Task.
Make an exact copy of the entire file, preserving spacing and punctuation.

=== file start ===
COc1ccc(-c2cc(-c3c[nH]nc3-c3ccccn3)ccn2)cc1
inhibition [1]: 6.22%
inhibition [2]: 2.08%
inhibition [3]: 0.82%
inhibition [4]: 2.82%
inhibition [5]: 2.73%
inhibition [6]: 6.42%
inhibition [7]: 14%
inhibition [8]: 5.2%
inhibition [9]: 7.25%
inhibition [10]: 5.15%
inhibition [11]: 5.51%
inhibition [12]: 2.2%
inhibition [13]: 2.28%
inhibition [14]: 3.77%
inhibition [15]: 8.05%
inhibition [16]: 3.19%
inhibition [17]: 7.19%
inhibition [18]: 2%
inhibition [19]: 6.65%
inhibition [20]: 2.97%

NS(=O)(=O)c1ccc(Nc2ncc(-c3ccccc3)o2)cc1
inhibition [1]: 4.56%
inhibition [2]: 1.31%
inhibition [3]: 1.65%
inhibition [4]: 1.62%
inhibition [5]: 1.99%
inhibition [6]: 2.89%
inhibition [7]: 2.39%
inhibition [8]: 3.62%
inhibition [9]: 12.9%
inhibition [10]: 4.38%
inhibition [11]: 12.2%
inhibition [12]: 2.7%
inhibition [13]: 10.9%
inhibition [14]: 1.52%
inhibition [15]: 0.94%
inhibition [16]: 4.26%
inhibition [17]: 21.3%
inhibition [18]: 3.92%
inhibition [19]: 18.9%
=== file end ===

COc1ccc(-c2cc(-c3c[nH]nc3-c3ccccn3)ccn2)cc1
inhibition [1]: 6.22%
inhibition [2]: 2.08%
inhibition [3]: 0.82%
inhibition [4]: 2.82%
inhibition [5]: 2.73%
inhibition [6]: 6.42%
inhibition [7]: 14%
inhibition [8]: 5.2%
inhibition [9]: 7.25%
inhibition [10]: 5.15%
inhibition [11]: 5.51%
inhibition [12]: 2.2%
inhibition [13]: 2.28%
inhibition [14]: 3.77%
inhibition [15]: 8.05%
inhibition [16]: 3.19%
inhibition [17]: 7.19%
inhibition [18]: 2%
inhibition [19]: 6.65%
inhibition [20]: 2.97%

NS(=O)(=O)c1ccc(Nc2ncc(-c3ccccc3)o2)cc1
inhibition [1]: 4.56%
inhibition [2]: 1.31%
inhibition [3]: 1.65%
inhibition [4]: 1.62%
inhibition [5]: 1.99%
inhibition [6]: 2.89%
inhibition [7]: 2.39%
inhibition [8]: 3.62%
inhibition [9]: 12.9%
inhibition [10]: 4.38%
inhibition [11]: 12.2%
inhibition [12]: 2.7%
inhibition [13]: 10.9%
inhibition [14]: 1.52%
inhibition [15]: 0.94%
inhibition [16]: 4.26%
inhibition [17]: 21.3%
inhibition [18]: 3.92%
inhibition [19]: 18.9%